• how governments would respond in the event of such a sudden loss of confidence--more like Latin America and Asia, or more like Bretton Woods and Plaza-to-Louvre? Obviously, there is no "right" answer here, but there are good and less good answers.
Most of you wrote reasonably strong answers that focused on these issues. If there was a collective bias, it was toward emphasizing specific details and hence uniqueness of the two episodes you examined, rather than the more general pattern and commonalities. If there was a single area in which I found the answers less developed than I would have liked, it was in the last section (5 above).

Monday, December 10, 2007

Surrealism and Economic Development

. Monday, December 10, 2007
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There is something deeply surreal about this:

"Gordon Brown plans to harness at least 20 of the world's biggest multinational companies, including Google and Vodafone, to tackle a "development emergency" in the world's poorest countries and put the international community back on course to achieve seven UN development goals by 2015...Ministers have been holding intensive discussions with the private sector in the hope that firms can be persuaded to use their expertise to improve infrastructure, upgrade skills and provide capital for fresh investment. Although the prominence given to multinationals is likely to be controversial with parts of the development community, Brown believes a lack of enterprise is hindering least-developed countries - especially in sub-Saharan Africa - achieving the development goals."

The episode encapsulates everything wrong with the West's approach to development. First, we assume that we can actually create a plan that eliminates poverty (we can't, sorry J.Sachs). And when we fail to meet arbitrary targets, we declare an "emergency." Second, we think that we can solve "the-lack-of-enterprise-is-hindering-least-developed-countries" problem by forcing unwilling MNCs to invest in developing countries (we can't). Third, we worry about what some ill-defined, anti-market, though well-meaning "development community" will think about encouraging private business to invest in developing countries (we shouldn't, because they are not eliminating poverty either). Fourth, not a word from the impoverished societies we are supposedly "rescuing" (why?).

Friday, December 7, 2007

The ECB, Asymmetric Shocks, and Monetary Policy Dilemmas

. Friday, December 7, 2007
2 comments

Standard theories of monetary union suggest that they work best when the participating countries experience the same shocks. They work least well when they experience asymmetric shocks. I have always found it difficult to teach this, because until now the EU's monetary union has not really had to deal with a big shock. The fall out from the US sub-prime crisis is imposing an asymmetric shock on euroland. Consequently, we now begin to see the dilemma that EMU creates for its members and its single central bank.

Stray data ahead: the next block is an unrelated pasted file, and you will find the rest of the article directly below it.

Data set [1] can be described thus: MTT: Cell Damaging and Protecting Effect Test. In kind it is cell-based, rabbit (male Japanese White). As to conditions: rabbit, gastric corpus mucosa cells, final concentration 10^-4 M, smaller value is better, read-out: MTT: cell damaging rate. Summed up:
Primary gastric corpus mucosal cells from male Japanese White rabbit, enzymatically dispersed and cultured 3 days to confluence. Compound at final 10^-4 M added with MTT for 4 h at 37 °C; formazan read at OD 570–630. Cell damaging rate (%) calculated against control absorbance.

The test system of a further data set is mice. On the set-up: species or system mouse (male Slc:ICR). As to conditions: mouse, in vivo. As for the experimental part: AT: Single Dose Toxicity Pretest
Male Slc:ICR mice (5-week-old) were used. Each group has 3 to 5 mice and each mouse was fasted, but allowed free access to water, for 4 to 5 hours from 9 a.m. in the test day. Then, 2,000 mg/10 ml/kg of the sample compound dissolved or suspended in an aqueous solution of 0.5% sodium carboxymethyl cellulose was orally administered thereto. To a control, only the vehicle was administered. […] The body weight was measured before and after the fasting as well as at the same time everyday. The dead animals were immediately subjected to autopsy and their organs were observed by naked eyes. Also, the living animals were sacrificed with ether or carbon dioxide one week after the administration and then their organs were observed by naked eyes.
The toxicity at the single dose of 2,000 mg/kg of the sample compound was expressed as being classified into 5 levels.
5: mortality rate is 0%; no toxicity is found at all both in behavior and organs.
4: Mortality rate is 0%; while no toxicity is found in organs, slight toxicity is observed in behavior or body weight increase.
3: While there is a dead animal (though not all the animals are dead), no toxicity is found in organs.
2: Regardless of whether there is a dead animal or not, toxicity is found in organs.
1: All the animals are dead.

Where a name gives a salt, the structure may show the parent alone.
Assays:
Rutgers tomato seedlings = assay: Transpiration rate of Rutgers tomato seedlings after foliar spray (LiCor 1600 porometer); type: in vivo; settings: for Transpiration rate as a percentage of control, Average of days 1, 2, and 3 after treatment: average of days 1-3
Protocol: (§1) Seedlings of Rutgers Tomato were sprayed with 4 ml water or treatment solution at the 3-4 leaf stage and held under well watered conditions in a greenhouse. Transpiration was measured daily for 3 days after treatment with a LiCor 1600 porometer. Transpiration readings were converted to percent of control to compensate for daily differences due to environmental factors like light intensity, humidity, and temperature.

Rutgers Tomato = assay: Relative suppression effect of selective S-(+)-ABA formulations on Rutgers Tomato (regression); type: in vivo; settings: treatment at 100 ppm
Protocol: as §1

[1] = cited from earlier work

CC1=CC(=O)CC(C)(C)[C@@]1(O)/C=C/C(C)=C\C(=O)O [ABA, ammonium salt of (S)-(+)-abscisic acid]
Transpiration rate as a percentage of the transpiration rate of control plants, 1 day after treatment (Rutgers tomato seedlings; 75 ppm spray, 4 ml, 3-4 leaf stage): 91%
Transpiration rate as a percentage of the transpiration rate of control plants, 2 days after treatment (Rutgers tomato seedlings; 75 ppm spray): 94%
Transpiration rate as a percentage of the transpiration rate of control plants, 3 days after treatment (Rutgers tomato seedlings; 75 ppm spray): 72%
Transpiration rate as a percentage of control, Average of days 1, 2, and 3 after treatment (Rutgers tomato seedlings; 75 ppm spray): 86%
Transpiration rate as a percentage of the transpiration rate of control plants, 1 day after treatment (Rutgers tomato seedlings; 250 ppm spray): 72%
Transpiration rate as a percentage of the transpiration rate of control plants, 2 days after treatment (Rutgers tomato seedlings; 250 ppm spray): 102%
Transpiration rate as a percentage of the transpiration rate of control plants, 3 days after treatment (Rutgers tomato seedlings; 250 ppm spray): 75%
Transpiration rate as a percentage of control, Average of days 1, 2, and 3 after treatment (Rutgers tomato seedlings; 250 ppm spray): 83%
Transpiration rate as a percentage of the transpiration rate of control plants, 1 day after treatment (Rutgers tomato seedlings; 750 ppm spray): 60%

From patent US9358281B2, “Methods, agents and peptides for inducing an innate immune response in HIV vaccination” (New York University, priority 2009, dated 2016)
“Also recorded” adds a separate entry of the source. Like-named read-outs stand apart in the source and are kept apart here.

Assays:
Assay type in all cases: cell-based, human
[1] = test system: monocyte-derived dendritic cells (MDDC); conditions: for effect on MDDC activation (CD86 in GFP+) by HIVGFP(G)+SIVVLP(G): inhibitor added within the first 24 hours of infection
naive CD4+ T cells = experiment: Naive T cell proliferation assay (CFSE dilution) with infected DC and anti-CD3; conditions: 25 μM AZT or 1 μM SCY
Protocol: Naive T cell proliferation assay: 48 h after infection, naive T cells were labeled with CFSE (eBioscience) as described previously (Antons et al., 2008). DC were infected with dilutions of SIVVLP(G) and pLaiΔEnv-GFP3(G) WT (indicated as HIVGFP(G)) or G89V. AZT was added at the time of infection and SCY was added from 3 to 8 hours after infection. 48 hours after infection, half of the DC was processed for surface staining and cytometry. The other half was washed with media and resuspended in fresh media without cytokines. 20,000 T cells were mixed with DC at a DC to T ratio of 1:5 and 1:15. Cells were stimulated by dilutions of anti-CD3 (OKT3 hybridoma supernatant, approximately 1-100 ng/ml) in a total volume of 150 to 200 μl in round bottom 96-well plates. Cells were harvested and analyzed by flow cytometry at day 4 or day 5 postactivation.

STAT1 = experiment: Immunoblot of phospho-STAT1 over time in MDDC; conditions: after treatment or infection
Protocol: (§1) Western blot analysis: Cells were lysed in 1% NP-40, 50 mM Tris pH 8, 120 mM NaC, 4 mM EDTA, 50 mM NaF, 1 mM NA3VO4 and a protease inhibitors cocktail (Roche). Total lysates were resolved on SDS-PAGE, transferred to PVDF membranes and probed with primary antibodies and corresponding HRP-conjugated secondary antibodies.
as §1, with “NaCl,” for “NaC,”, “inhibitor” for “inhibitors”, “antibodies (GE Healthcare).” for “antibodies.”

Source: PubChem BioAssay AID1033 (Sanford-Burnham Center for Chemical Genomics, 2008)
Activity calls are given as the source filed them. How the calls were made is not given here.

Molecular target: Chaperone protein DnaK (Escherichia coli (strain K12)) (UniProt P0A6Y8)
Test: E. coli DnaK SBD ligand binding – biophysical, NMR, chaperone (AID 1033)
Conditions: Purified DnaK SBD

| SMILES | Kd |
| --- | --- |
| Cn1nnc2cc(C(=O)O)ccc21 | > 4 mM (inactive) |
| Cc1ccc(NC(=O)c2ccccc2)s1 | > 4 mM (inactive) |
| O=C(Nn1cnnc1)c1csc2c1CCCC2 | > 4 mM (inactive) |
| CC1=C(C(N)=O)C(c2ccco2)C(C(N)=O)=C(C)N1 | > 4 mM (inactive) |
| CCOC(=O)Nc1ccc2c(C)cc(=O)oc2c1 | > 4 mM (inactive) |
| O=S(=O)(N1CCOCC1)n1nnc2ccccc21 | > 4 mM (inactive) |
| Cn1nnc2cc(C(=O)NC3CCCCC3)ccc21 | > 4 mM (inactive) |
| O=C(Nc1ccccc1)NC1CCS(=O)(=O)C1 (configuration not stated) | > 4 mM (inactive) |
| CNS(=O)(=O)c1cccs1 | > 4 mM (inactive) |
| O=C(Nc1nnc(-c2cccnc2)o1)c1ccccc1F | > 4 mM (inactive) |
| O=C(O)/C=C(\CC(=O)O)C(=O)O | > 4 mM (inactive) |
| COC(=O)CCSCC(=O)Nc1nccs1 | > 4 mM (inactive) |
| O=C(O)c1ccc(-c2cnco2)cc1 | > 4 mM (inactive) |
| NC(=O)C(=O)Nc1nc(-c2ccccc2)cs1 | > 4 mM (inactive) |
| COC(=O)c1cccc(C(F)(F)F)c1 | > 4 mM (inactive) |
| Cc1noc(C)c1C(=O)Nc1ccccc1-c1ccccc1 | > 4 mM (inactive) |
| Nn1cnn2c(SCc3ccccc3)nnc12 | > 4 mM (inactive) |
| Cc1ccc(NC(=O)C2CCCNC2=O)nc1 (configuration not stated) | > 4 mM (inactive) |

The core problem is that the ECB must choose between inconsistent objectives. As the Telegraph summarizes, "Mr Trichet has to tread a delicate path between the eurozone's Germanic and Latin blocs, pulling ever further apart. The credit and housing booms have begun to deflate in the Club Med region. The Bank of France's governor, Christian Noyer, said this week that Europe was facing a "huge shock" as contagion spread from the US sub-prime crisis...Spain in particular is now in serious trouble, with a "staggering" current account deficit of 9pc of GDP and a huge overhang of unsold property from the housing bubble."

Germany, in contrast, is struggling with rising inflation: "The hard-line bloc [is] led by the two German council members, Bundesbank chief Axel Weber and the ECB's chief economist Jurgen Stark. The latest spike in oil and food costs has pushed German inflation to 3pc, the highest since the launch of the euro and fast approaching the level where it may erode popular support for the currency."

Thus, one monetary policy but divergent economic developments across euroland. Someone has to accept a monetary policy that not only fails to address their current needs but will actually further worsen their situation. The dilemma is complicated by uncertainty; the more German unions question whether the ECB will use policy to keep inflation down in Germany (i.e., the more they believe that monetary policy will target Spain and the Med) the larger the nominal wage increases they will seek. Hence, to keep inflation down in Germany, the ECB must be hard line and build a reputation. But, being willing to raise interest rates to build this reputation risks making things even worse for "club med."

Not surprisingly, this "technical decision" is spilling over into politics, as French and Italian politicians have chastened Trichet for the hard line he is adopting.

It is precisely this problem that caused me to write, more than ten years ago, that EMU is not obviously a very good idea.

Thursday, December 6, 2007

Optimal Currency Areas, or the Costs of a Single Currency

. Thursday, December 6, 2007